How is betaine made?

Betaine is derived from the essential micronutrient choline. You can learn more about choline in the Choline Synthesis and Metabolism blog.

Choline is converted into betaine in two stages. In the first stage, choline is made into betaine aldehyde. This stage is catalysed by the choline dehydrogenase (CHDH) enzyme, which is encoded for by the CHDH gene.

In the second stage, betaine aldehyde is converted into betaine by the enzyme betaine aldehyde dehydrogenase (BADH).

Variants of the CHDH gene can affect the activity of the CHDH enzyme, which, in turn, influences how well you produce / synthesize betaine. This will impact upon your need to obtain betaine from diet and/or supplements.


  • Betaine is made from choline by the CHDH and BADH enzymes.
  • Variants of the CHDH gene affect how well you make betaine.

How is betaine metabolized?

Betaine’s main role in the methionine cycle is to recycle homocysteine back into methionine. In this methylation reaction, betaine (or trimethylglycine) donates a methyl-group to homocysteine and, in doing so, gets converted into dimethylglycine (DMG).

This reaction is carried out by the enzyme betaine homocysteine methyltransferase (BHMT), which is encoded by the BHMT gene.

Variants of the BHMT gene can affect the activity of the BHMT enzyme. This influences how much betaine your body uses and, consequently, how much betaine you need to obtain from your diet.

The BHMT enzyme also needs zinc to work effectively, so it's important to get enough zinc in your diet to ensure healthy betaine metabolism.


  • Betaine is metabolized by the BHMT enzyme for use in the methionine cycle.
  • Variants of the BHMT gene affect how much BHMT you use.

Betaine and exercise performance

A healthy intake of betaine is needed for good exercise performance.

There is some evidence that taking betaine supplements can enhance athletic ability, although the findings are mixed. The ergogenic (i.e. performance-enhancing) effects of betaine may result from its impact on creatine production.

Betaine and creatine

As mentioned earlier, betaine is important for the production of SAM (S-adenosyl-methionine), which in turn helps to generate creatine.

Creatine is part of the phosphagen energy system, which provides rapidly available energy for roughly 10 seconds of intense exercise. We therefore use this system for short-duration activities such as sprinting and weightlifting.

In order to contract, our muscles require chemical energy in the form of ATP. We store some ATP in our muscles, but these stores are small and only sufficient to fuel 1-2 seconds of maximal exercise. Luckily, we can quickly generate more ATP using a fuel source called phosphocreatine (creatine phosphate). During intense exercise (e.g. sprinting), phosphocreatine gets converted into creatine, yielding more ATP for a further 5 - 8 seconds of effort.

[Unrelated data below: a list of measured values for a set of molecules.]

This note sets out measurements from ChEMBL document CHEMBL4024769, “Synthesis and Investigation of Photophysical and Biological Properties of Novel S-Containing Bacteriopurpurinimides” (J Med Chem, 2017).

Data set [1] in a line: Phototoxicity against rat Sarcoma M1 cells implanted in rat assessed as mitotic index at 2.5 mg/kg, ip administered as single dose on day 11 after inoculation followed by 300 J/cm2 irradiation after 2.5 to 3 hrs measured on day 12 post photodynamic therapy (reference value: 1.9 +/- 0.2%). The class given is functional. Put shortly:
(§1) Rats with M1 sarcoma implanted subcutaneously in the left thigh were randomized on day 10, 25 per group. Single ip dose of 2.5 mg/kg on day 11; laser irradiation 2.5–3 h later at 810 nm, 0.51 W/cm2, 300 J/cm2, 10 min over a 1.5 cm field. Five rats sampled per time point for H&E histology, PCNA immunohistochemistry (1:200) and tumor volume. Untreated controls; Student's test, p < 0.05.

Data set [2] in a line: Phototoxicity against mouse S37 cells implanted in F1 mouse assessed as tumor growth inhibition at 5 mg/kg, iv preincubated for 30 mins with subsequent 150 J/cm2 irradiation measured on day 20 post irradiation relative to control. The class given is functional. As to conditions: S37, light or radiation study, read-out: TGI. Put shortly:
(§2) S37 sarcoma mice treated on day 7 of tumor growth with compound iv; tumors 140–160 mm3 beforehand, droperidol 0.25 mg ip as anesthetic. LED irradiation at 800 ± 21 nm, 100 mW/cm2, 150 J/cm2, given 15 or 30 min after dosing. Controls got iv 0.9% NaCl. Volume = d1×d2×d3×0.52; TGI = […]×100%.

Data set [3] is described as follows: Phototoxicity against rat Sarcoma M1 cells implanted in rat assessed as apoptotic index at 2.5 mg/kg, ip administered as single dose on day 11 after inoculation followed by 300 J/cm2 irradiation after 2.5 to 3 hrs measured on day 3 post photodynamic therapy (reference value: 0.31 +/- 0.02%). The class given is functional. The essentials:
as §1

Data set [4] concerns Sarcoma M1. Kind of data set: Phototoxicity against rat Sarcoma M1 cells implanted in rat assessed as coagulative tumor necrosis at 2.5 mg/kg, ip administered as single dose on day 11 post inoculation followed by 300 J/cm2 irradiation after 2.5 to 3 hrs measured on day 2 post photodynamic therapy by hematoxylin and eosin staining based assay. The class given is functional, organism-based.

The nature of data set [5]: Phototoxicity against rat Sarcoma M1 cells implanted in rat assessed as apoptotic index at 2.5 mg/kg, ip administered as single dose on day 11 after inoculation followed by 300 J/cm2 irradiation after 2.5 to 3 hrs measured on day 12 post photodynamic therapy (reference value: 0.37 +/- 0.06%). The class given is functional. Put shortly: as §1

When we subsequently recover a bout of exercise, we quickly reconvert creatine into phosphocreatine, thereby replenishing our energy stores.

So, how does betaine fit in? Betaine is important for making SAM (S-adenosylmethionine), which helps convert a molecule called guanidoacetic acid into creatine.

It’s thought that betaine improves exercise performance by increasing the production of creatine and phosphocreatine, allowing for longer bursts of maximum effort.

On this note, a study of sprinters found that betaine supplementation significantly increased time to exhaustion.

Betaine supplementation has also been linked to improvements in strength/ resistance performance. For example, in one study, subjects consumed 2.5g of betaine supplements over 14 days and experienced significant increases in power and force production for vertical jump, bench throw, bench press and isometric back squat exercises.

In addition to its effect on creatine, improvements in strength may result from betaine’s role in maintaining cell volume. By ensuring they retain their structure and are well hydrated, betaine may make muscle cells more resistant to the osmotic stress that occurs during intense resistance training.  

Despite the above findings, there are still several studies that suggest that betaine supplementation has little or no effect on athletic performance. A 2017 systematic review of the literature concluded that there is a lack of clear evidence to support betaine supplementation for improvements in strength and power performance, with further studies being needed.


  • Betaine supports the production of creatine and phosphocreatine.
  • Phosphocreatine is used for energy in short, intense exercise under 10 seconds.
  • Betaine helps exercise performance by producing creatine.
  • Betaine supplements may enhance exercise performance but the evidence is limited.


Your trait analyzes gene variants tied to two main processes:

  • betaine synthesis (production) by CHDH.
  • betaine metabolism (usage) by BHMT.

If you carry CHDH gene variants related to reduced betaine synthesis, you may need to consume more betaine in your diet and/or consider betaine supplements.

Similarly, if you have BHMT gene variants assocated with increased betaine metabolism, your body will use up more betaine. You may therefore require more betaine in your diet or via supplements.

Be sure to check out your insights and actions for more information on how to optimize your betaine intake.


  • Your trait analyzes variants of your CHDH and BHMT genes.
  • If you have reduced production and/or increased usage of betaine, you may more require more betaine in your diet.

Dr Haran Sivapalan

A qualified doctor having attained full GMC registration in 2013, Haran also holds a first-class degree in Experimental Psychology (MA (Cantab)) from the University of Cambridge and an MSc in the philosophy of cognitive science from the University of Edinburgh. Haran is a keen runner and has successfully completed a sub-3-hour marathon during his time at FitnessGenes.